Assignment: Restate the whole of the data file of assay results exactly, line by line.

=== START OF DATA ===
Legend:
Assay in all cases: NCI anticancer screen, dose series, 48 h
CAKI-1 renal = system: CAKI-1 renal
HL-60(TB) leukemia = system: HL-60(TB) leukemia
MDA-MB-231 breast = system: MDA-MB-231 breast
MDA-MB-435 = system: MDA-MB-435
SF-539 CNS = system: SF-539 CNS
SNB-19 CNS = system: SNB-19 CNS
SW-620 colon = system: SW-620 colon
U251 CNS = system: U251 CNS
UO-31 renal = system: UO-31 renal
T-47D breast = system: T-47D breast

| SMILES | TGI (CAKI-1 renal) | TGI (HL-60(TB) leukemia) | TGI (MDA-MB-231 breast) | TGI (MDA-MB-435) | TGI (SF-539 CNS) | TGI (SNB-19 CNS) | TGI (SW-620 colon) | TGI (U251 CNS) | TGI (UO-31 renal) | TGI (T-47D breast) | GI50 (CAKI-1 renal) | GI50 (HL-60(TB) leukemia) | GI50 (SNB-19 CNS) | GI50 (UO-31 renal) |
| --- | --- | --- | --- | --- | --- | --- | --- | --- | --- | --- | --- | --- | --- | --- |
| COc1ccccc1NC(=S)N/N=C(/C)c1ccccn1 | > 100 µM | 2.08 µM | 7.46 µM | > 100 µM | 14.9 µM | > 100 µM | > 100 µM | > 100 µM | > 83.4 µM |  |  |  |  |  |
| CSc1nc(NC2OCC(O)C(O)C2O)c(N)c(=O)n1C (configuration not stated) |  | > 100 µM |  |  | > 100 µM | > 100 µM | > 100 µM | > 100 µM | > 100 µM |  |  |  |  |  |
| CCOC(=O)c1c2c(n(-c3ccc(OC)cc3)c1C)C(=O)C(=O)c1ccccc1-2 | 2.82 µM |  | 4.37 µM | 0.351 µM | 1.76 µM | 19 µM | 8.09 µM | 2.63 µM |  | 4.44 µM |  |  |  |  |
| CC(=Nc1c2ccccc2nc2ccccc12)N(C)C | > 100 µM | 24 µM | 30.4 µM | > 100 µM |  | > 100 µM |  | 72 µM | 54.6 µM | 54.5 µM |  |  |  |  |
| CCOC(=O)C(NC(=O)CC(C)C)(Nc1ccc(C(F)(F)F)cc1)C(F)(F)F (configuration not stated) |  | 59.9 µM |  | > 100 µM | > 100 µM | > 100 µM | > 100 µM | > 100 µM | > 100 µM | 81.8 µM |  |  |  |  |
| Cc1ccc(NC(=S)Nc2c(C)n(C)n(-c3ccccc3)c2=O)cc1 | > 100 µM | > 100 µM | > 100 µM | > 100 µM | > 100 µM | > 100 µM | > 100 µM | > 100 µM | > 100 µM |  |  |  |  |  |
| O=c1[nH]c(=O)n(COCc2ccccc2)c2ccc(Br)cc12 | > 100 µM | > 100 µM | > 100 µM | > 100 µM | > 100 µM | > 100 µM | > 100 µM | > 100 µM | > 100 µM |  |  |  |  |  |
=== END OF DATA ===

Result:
Legend:
Assay in all cases: NCI anticancer screen, dose series, 48 h
CAKI-1 renal = system: CAKI-1 renal
HL-60(TB) leukemia = system: HL-60(TB) leukemia
MDA-MB-231 breast = system: MDA-MB-231 breast
MDA-MB-435 = system: MDA-MB-435
SF-539 CNS = system: SF-539 CNS
SNB-19 CNS = system: SNB-19 CNS
SW-620 colon = system: SW-620 colon
U251 CNS = system: U251 CNS
UO-31 renal = system: UO-31 renal
T-47D breast = system: T-47D breast

| SMILES | TGI (CAKI-1 renal) | TGI (HL-60(TB) leukemia) | TGI (MDA-MB-231 breast) | TGI (MDA-MB-435) | TGI (SF-539 CNS) | TGI (SNB-19 CNS) | TGI (SW-620 colon) | TGI (U251 CNS) | TGI (UO-31 renal) | TGI (T-47D breast) | GI50 (CAKI-1 renal) | GI50 (HL-60(TB) leukemia) | GI50 (SNB-19 CNS) | GI50 (UO-31 renal) |
| --- | --- | --- | --- | --- | --- | --- | --- | --- | --- | --- | --- | --- | --- | --- |
| COc1ccccc1NC(=S)N/N=C(/C)c1ccccn1 | > 100 µM | 2.08 µM | 7.46 µM | > 100 µM | 14.9 µM | > 100 µM | > 100 µM | > 100 µM | > 83.4 µM |  |  |  |  |  |
| CSc1nc(NC2OCC(O)C(O)C2O)c(N)c(=O)n1C (configuration not stated) |  | > 100 µM |  |  | > 100 µM | > 100 µM | > 100 µM | > 100 µM | > 100 µM |  |  |  |  |  |
| CCOC(=O)c1c2c(n(-c3ccc(OC)cc3)c1C)C(=O)C(=O)c1ccccc1-2 | 2.82 µM |  | 4.37 µM | 0.351 µM | 1.76 µM | 19 µM | 8.09 µM | 2.63 µM |  | 4.44 µM |  |  |  |  |
| CC(=Nc1c2ccccc2nc2ccccc12)N(C)C | > 100 µM | 24 µM | 30.4 µM | > 100 µM |  | > 100 µM |  | 72 µM | 54.6 µM | 54.5 µM |  |  |  |  |
| CCOC(=O)C(NC(=O)CC(C)C)(Nc1ccc(C(F)(F)F)cc1)C(F)(F)F (configuration not stated) |  | 59.9 µM |  | > 100 µM | > 100 µM | > 100 µM | > 100 µM | > 100 µM | > 100 µM | 81.8 µM |  |  |  |  |
| Cc1ccc(NC(=S)Nc2c(C)n(C)n(-c3ccccc3)c2=O)cc1 | > 100 µM | > 100 µM | > 100 µM | > 100 µM | > 100 µM | > 100 µM | > 100 µM | > 100 µM | > 100 µM |  |  |  |  |  |
| O=c1[nH]c(=O)n(COCc2ccccc2)c2ccc(Br)cc12 | > 100 µM | > 100 µM | > 100 µM | > 100 µM | > 100 µM | > 100 µM | > 100 µM | > 100 µM | > 100 µM |  |  |  |  |  |